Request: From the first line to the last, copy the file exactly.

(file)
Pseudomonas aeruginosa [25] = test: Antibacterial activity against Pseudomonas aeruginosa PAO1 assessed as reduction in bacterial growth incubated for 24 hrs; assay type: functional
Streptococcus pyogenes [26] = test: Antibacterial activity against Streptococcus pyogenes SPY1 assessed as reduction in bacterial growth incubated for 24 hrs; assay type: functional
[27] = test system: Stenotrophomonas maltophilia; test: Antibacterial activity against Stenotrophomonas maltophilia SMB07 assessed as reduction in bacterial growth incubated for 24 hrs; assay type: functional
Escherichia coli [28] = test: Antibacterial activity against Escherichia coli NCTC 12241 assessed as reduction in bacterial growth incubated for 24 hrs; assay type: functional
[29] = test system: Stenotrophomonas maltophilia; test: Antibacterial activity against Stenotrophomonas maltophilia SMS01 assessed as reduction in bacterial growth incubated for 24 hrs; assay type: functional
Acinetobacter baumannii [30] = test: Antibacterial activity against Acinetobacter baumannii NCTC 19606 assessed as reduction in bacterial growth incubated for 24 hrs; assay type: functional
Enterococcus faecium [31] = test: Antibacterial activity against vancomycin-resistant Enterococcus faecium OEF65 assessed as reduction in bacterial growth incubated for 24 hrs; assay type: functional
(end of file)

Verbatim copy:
Pseudomonas aeruginosa [25] = test: Antibacterial activity against Pseudomonas aeruginosa PAO1 assessed as reduction in bacterial growth incubated for 24 hrs; assay type: functional
Streptococcus pyogenes [26] = test: Antibacterial activity against Streptococcus pyogenes SPY1 assessed as reduction in bacterial growth incubated for 24 hrs; assay type: functional
[27] = test system: Stenotrophomonas maltophilia; test: Antibacterial activity against Stenotrophomonas maltophilia SMB07 assessed as reduction in bacterial growth incubated for 24 hrs; assay type: functional
Escherichia coli [28] = test: Antibacterial activity against Escherichia coli NCTC 12241 assessed as reduction in bacterial growth incubated for 24 hrs; assay type: functional
[29] = test system: Stenotrophomonas maltophilia; test: Antibacterial activity against Stenotrophomonas maltophilia SMS01 assessed as reduction in bacterial growth incubated for 24 hrs; assay type: functional
Acinetobacter baumannii [30] = test: Antibacterial activity against Acinetobacter baumannii NCTC 19606 assessed as reduction in bacterial growth incubated for 24 hrs; assay type: functional
Enterococcus faecium [31] = test: Antibacterial activity against vancomycin-resistant Enterococcus faecium OEF65 assessed as reduction in bacterial growth incubated for 24 hrs; assay type: functional